Notes on Cooking
A Short Guide to an Essential Craft
Kitchen Craft. A handful of high-quality, petite non-fiction books seek to deliver content in short, pithy, declarative statements believing the technique lends authoritative credibility; the best example being Strunk and Whites The Elements of Style. One wonders why book reviews cant effectively play this game, especially now that we have another excellent example of the genre in Notes on Cooking: A Short Guide to an Essential Craft (RCR Creative Press, 978-0-9724255-1-3), by chef Lauren Braun Costello and acclaimed writer Russell Reich.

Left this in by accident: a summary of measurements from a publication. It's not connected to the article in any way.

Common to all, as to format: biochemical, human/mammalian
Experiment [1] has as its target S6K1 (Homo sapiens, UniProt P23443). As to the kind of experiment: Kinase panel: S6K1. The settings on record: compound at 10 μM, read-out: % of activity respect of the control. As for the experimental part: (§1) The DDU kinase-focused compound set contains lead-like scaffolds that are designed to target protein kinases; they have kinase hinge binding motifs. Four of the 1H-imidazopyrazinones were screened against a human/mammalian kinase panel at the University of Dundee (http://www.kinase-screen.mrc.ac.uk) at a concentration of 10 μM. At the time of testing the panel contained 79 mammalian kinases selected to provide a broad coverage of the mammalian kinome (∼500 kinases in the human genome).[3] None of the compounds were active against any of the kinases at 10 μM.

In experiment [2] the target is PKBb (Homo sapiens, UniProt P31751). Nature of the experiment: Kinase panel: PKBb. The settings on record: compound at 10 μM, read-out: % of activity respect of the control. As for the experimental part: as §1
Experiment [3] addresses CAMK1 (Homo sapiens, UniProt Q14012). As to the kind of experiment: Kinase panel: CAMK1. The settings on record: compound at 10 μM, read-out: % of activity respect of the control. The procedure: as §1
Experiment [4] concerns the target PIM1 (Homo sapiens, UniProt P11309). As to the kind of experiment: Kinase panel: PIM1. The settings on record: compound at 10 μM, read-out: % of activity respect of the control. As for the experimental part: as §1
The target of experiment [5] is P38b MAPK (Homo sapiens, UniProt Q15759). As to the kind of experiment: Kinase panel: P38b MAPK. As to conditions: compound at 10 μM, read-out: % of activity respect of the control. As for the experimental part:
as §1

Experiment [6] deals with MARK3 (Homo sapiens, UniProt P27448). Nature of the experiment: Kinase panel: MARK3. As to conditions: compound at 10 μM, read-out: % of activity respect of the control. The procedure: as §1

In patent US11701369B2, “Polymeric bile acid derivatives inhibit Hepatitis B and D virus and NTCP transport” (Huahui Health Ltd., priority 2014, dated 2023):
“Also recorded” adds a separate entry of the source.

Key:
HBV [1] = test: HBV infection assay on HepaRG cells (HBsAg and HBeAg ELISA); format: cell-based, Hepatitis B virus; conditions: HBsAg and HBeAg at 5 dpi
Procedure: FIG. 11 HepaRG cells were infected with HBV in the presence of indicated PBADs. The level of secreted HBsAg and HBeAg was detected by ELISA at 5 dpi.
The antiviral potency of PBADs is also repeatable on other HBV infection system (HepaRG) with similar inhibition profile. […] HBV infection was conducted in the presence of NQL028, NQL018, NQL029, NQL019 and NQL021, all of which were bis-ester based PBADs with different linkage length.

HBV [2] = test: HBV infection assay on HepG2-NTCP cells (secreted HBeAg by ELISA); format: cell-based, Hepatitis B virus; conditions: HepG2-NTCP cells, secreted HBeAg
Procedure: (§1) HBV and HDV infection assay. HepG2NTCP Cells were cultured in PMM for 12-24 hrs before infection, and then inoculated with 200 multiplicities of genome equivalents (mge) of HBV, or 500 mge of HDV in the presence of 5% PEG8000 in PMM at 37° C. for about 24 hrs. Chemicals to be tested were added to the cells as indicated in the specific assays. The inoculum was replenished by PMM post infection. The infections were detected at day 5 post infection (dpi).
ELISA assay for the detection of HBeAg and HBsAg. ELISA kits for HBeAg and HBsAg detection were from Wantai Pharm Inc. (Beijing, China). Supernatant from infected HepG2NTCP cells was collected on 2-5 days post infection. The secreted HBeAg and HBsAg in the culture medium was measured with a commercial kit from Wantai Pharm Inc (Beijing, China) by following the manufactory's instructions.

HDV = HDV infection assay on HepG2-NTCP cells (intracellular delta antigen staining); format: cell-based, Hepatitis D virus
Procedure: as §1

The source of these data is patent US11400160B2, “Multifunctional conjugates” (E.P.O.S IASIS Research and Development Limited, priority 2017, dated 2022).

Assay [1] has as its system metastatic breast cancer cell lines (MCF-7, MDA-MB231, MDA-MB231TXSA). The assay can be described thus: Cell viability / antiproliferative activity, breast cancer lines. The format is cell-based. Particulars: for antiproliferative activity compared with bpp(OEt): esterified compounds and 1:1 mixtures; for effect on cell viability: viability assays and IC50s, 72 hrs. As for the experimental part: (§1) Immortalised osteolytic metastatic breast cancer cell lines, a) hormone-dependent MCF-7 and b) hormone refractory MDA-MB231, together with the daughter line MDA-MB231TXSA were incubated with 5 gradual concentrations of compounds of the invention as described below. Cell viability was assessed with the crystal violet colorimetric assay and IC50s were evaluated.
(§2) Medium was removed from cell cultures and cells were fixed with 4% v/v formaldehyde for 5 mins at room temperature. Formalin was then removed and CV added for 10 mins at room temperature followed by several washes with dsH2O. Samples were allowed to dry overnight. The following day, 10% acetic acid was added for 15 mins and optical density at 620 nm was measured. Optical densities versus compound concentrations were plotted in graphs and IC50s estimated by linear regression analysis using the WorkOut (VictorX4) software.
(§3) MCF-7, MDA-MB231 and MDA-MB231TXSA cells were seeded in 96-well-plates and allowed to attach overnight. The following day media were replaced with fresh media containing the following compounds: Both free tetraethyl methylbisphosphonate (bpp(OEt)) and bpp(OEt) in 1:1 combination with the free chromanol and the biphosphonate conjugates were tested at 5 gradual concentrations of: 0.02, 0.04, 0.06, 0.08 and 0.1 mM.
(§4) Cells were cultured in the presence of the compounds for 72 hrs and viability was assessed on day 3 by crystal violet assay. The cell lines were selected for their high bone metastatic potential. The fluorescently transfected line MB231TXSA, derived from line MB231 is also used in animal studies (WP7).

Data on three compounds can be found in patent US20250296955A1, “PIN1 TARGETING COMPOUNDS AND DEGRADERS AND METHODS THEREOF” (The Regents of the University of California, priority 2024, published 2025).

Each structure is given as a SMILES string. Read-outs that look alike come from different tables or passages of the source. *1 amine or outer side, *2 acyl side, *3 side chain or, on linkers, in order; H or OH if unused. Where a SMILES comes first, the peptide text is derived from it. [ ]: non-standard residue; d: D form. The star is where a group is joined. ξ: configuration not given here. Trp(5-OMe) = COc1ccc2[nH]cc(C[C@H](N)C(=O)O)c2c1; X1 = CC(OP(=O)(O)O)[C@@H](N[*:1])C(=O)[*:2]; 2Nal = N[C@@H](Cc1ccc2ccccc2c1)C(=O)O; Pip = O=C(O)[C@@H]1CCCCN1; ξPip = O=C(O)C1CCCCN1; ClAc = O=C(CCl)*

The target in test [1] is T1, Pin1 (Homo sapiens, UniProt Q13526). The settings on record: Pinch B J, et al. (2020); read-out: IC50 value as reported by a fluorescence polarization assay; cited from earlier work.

- Beware the book cloaked in numerous glowing testimonials unless the blurbers have unimpeachable reputations like Daniel Boulud, Jacques Pepin, James Peterson, Lidia Matticchio Bastianich and the other heavyweights as is the case in Notes on Cooking. 2. Cooking wisdom must be timeless and applicable to cooks of all levels. A veteran of professional kitchens, Costello chides her peers to always be “open to considering new perspectives and ways of working,” and counsels humility by encouraging cooks not to “bemoan the pedestrian tasks. Find pleasure in peeling a carrot, steaming rice, searing a steak, prepping, cleaning.” 3. Useful books offer nuggets on every page without requiring readers to start from the beginning. Notes on Cooking is expertly organized into 19 chapters, from Understanding the Recipe through to Presentation and Last Thought where readers are lectured: “Always be cooking. Hone your craft by doing it. Stop reading. Start cooking.” 4. That said, readers who hang on until the very end will find in the Appendices superb lists of food adjectives and 80+ flavor combinations, e.g., beets and lemon, leeks and chestnuts, sweet peas and pancetta, to name only three.
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